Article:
Brexit — a scheme of no avail

Daniel Shevchenko, Student Writer

It is not unreasonable, I would say, to wager that most people have sparsely, if ever, heard of Folkestone, England before. The same can be said with perhaps even greater certainty about Coquelles, France, almost directly across the English Channel from the former. That would be, in itself, rather unsurprising, given that neither municipality offers any major world-famous historic landmarks or tourist destinations, were it not for one important feature which elevates both towns into the eyes of the (primarily European) populace—the Channel Tunnel. The Channel Tunnel—or, as it is often colloquially referred to, the Chunnel—serves as a highly important link between the European mainland and the United Kingdom, allowing cargo trains and vehicles to pass more cheaply and freely between France and Britain without many handicaps; its widespread usage and importance in the infrastructure of both these two nations and the European Union (EU) as a whole can be viewed as a symbol of the close political and economic ties which the countries it connects have had in recent decades.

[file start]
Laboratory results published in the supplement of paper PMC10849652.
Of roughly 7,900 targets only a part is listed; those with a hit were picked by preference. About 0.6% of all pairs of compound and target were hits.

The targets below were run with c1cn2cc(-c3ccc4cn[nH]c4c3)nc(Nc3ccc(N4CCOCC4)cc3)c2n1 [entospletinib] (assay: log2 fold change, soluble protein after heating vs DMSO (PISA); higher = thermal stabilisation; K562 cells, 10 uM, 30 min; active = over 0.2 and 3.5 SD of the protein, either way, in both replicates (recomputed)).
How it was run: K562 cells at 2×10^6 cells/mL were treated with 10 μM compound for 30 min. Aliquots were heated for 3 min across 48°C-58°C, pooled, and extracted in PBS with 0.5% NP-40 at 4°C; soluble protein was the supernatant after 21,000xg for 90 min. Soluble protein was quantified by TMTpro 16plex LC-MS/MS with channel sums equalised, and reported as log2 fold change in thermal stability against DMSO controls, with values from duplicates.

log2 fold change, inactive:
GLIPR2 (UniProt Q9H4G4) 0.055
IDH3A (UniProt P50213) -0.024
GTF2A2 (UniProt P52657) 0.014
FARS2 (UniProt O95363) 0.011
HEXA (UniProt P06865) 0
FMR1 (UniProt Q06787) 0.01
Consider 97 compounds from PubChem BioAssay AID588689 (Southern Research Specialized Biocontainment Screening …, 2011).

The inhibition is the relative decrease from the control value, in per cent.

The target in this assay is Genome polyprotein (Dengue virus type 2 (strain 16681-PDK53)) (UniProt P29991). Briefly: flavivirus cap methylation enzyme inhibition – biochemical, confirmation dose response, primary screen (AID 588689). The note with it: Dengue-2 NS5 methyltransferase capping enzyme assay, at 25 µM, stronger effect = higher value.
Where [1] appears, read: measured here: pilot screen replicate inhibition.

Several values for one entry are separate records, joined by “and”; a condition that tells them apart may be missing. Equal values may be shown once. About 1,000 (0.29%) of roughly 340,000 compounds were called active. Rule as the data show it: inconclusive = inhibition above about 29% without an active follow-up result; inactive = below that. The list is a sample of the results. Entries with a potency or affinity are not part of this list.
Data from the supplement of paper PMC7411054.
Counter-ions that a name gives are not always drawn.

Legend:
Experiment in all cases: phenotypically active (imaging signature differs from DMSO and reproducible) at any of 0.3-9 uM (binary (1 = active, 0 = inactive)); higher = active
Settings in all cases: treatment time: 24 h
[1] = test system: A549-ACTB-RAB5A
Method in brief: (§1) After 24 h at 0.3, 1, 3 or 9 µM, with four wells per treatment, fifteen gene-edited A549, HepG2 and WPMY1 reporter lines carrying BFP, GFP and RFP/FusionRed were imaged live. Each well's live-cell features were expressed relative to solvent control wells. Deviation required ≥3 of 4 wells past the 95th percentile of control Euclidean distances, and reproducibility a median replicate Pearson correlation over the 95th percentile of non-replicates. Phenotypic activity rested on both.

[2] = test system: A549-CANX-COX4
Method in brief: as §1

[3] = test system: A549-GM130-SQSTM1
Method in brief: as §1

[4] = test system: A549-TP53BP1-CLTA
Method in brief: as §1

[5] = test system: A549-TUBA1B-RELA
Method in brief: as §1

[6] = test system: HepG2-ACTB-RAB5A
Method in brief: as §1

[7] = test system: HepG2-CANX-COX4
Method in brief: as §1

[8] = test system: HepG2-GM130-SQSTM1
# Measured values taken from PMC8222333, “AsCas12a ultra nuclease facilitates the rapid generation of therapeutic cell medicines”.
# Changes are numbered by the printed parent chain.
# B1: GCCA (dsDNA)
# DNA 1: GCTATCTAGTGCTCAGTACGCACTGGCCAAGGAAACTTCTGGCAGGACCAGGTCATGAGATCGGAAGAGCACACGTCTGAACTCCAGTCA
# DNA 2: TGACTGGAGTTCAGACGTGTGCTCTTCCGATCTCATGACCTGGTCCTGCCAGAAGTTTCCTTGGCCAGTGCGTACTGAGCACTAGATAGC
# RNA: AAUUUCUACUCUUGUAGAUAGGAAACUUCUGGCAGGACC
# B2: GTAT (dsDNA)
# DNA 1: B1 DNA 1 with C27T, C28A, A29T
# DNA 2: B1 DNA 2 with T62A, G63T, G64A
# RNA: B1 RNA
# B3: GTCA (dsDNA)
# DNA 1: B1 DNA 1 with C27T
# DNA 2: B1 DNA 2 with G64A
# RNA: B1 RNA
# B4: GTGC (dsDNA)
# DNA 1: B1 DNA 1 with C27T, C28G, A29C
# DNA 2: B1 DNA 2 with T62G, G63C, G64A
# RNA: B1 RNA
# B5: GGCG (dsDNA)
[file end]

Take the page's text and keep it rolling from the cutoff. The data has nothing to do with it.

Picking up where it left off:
And yet, with the withdrawal of the United Kingdom from the European Union, the bond created by the Channel Tunnel is weakened, and the tunnel itself is complicated in function. Since 2016, when the British government held a referendum regarding citizens’ desire to leave the European Union, the United Kingdom has been in the headlines for considering such an economically unprecedented event; in 2017, when the British government invoked Article 50 of the Treaty on the European Union in order to officially begin the secession process (a first in European history), the nation was catapulted into the spotlight, with controversy erupting in the media and around the globe about the economic and political consequences of such an action. This controversy recently flared up once more when British Prime Minister Theresa May approved a long-negotiated Brexit deal agreed to by the EU. Such political discontent is not without reason; on the contrary, many changes in trade, borders, and world relations have proven to be in one way or another adverse to the United Kingdom (as stated recently by the nation’s government itself), as I intend to elucidate below.